a threaded processing queue in PyGTK

I'm currently writing a PyGTK client that needs to make network requests using a library that doesn't integrate with the GLib mainloop (python-suds), so I found myself wanting to be able to make network requests without blocking the mainloop, and getting callbacks in my main thread when operations were done. The pattern to use is clearly having a dedicated network thread. In C I might have used GAsyncQueue, however I've found myself quite liking queue.Queue.

The following is a fairly generic class for queuing asynchronous requests. Calling the add_request() method from the main thread queues a function to be run in the worker thread. If the callback or error keywords are provided, these will then be called from the GLib mainloop in the main thread (queued via g_idle_add).

from threading import Thread
from Queue import Queue

import gobject

class ThreadQueue(object):
    def __init__(self):
        self.q = Queue()

        t = Thread(target=self._thread_worker)
        t.setDaemon(True)
        t.start()

    def add_request(self, func, *args, **kwargs):
        """Add a request to the queue. Pass callback= and/or error= as
           keyword arguments to receive return from functions or exceptions.
        """

        self.q.put((func, args, kwargs))

    def _thread_worker(self):
        while True:
            request = self.q.get()
            self.do_request(request)
            self.q.task_done()

    def do_request(self, (func, args, kwargs)):
        if 'callback' in kwargs:
            callback = kwargs['callback']
            del kwargs['callback']
        else:
            callback = None

        if 'error' in kwargs:
            error = kwargs['error']
            del kwargs['error']
        else:
            error = None

        try:
            r = func(*args, **kwargs)
            if not isinstance(r, tuple): r = (r,)
            if callback: self.do_callback(callback, *r)
        except Exception, e:
            if error: self.do_callback(error, e)
            else: print "Unhandled error:", e

    def do_callback(self, callback, *args):
        def _callback(callback, args):
            callback(*args)
            return False

        gobject.idle_add(_callback, callback, args)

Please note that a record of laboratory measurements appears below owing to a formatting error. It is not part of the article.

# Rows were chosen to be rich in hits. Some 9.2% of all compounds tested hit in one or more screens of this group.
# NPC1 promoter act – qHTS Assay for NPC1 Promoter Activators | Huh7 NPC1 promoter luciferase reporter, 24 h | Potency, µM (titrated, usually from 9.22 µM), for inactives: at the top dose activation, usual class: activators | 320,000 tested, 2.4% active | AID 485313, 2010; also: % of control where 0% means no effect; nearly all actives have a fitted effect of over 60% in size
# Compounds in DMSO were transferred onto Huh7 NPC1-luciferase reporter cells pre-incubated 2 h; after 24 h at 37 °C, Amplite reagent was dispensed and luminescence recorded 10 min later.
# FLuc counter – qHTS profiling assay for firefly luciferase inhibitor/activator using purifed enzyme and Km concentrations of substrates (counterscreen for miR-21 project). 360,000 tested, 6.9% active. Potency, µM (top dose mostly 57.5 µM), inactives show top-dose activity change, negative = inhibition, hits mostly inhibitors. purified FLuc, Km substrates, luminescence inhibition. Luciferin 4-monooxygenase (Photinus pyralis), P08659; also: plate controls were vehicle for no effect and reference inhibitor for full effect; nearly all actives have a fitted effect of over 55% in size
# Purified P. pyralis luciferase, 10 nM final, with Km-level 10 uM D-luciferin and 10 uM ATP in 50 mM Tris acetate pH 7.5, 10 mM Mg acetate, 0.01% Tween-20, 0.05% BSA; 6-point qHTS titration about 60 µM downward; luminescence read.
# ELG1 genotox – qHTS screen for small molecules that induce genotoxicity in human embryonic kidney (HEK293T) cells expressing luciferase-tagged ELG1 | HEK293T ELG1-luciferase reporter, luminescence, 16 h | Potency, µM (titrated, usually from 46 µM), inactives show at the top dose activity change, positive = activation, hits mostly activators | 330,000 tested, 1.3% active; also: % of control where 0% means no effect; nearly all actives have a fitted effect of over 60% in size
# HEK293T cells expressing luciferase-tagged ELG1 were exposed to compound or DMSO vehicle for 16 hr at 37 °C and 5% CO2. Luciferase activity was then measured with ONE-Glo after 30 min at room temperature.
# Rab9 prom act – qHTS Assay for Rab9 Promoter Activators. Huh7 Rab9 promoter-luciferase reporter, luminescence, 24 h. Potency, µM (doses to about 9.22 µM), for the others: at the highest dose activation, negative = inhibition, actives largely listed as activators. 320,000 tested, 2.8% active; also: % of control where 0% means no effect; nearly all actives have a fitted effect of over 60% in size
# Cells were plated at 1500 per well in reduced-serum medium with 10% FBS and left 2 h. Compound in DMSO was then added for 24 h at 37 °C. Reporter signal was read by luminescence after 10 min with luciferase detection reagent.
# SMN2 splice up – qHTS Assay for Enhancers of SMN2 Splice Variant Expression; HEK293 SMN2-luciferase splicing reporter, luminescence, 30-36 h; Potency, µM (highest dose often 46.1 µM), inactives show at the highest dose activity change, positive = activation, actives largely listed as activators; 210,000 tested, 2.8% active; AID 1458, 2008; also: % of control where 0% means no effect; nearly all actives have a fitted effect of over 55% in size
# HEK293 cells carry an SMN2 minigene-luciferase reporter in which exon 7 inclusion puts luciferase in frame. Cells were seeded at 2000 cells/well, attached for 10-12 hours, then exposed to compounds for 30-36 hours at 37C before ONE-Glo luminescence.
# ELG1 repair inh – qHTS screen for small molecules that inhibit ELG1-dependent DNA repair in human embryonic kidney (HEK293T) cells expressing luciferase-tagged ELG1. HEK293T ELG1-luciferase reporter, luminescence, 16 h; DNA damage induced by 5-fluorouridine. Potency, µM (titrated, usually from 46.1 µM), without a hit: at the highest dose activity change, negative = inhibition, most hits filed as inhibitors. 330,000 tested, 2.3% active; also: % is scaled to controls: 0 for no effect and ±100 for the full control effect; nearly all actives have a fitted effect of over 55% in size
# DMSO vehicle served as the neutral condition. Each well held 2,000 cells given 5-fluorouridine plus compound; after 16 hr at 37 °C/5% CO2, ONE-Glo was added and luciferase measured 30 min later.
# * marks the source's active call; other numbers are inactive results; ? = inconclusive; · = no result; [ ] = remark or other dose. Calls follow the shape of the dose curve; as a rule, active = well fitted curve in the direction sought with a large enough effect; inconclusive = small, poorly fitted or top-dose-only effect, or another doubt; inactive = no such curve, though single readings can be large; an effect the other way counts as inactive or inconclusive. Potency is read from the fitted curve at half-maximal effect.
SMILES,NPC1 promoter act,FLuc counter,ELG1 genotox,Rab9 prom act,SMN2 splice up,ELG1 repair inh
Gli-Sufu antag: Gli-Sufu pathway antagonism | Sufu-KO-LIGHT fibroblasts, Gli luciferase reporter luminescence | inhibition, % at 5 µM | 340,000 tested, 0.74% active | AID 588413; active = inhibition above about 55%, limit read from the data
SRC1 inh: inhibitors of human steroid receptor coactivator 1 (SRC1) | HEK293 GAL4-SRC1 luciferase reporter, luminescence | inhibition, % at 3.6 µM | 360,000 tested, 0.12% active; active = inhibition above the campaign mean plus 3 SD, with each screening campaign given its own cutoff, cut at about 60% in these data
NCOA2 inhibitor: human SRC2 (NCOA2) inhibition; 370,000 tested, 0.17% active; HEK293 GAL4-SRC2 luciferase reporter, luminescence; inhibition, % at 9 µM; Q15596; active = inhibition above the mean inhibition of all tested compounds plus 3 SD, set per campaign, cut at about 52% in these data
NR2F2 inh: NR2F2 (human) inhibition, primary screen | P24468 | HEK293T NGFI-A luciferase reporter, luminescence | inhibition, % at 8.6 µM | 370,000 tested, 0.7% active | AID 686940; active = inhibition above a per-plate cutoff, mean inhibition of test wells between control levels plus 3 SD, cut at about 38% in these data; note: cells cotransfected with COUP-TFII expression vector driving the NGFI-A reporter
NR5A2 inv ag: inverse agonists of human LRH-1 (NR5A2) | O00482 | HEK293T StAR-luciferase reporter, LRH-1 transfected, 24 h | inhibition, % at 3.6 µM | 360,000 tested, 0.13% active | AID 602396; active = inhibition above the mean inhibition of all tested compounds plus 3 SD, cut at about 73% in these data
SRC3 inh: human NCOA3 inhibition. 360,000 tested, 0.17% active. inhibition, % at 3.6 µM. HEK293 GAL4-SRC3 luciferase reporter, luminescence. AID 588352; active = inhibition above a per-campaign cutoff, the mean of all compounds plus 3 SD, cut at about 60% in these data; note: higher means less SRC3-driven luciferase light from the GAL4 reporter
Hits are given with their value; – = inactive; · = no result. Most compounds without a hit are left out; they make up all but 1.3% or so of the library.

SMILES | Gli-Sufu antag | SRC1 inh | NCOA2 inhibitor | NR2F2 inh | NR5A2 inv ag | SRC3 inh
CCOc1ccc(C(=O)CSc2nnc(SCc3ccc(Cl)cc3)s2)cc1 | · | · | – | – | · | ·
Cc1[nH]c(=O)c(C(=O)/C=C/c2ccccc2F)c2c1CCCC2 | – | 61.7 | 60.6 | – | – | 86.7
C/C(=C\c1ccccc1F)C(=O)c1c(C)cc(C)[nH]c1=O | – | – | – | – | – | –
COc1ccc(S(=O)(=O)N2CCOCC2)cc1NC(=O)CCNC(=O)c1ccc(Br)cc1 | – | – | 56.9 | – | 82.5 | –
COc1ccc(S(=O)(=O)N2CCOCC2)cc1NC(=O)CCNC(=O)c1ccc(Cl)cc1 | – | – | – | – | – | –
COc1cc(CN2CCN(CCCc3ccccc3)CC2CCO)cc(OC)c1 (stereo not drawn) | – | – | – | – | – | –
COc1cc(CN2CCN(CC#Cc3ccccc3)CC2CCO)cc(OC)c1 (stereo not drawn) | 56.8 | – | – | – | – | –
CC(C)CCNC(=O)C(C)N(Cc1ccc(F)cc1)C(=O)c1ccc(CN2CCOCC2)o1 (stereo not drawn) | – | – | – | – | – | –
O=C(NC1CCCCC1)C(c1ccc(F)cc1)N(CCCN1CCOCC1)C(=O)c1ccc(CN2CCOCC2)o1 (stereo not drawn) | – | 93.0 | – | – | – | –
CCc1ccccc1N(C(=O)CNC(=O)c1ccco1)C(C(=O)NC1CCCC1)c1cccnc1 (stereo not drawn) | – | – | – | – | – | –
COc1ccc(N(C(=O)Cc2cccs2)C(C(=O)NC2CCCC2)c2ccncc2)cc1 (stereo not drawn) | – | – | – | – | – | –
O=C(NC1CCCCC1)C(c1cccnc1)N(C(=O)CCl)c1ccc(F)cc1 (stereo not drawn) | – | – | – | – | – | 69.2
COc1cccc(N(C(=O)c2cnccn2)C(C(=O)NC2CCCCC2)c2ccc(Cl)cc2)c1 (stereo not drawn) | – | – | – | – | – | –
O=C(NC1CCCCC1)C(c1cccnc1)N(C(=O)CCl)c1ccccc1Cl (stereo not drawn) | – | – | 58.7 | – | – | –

We can then inherit this class to provide setup for our specific application:

class WebService(ThreadQueue):
    def __init__(self, guid=None, **kwargs):
        """Initialise the service. If guid is not provided, one will be
           requested (returned in the callback). Pass callback= or error=
           to receive notification of readiness."""
        ThreadQueue.__init__(self)

        self.guid = guid
        self.add_request(self._setup_client, **kwargs)

    def _setup_client(self):
        print "Setting up client"

        ...

        return self.guid

Which we call from our program like this:

class Client(object):
    def __init__(self):
        self.w = WebService(guid=guid, callback=self.client_ready)

    def client_ready(self, guid):
        print "client ready:", guid

gobject.threads_init()

Client()

gtk.main()

What's really cool though is adding methods to the API that are called asynchronously for you. Python makes this possible through the power of decorators. Add the following decorator to a method, and it instead of it being called directly, it will be added to the processing queue.

def async_method(func):
    """Makes the given method asynchronous, meaning when it is called it
       will be queued with add_request.
    """

    def bound_func(obj, *args, **kwargs):
        obj.add_request(func, obj, *args, **kwargs)

    return bound_func

class WebService(ThreadQueue):

    @async_method
    def GetStopInformation(self, stopNo):
        print "Requesting information for stop", stopNo

        ...

And that's it! If you can't follow it, don't worry too much. This is possibly the most Pythonesque bit of code I've ever written, but I've tried to make it generic enough that other people can use it for whatever they need. It's currently part of my app that's beginning to take shape, but the source is here.

Incidently, Maemo people: are there Glade definition files allowing me to use Hildon widgets, GtkBuild and Glade 3? That would be super awesome if there were.

This entry was posted in example code, hacking, maemo, python, threading. Bookmark the permalink.

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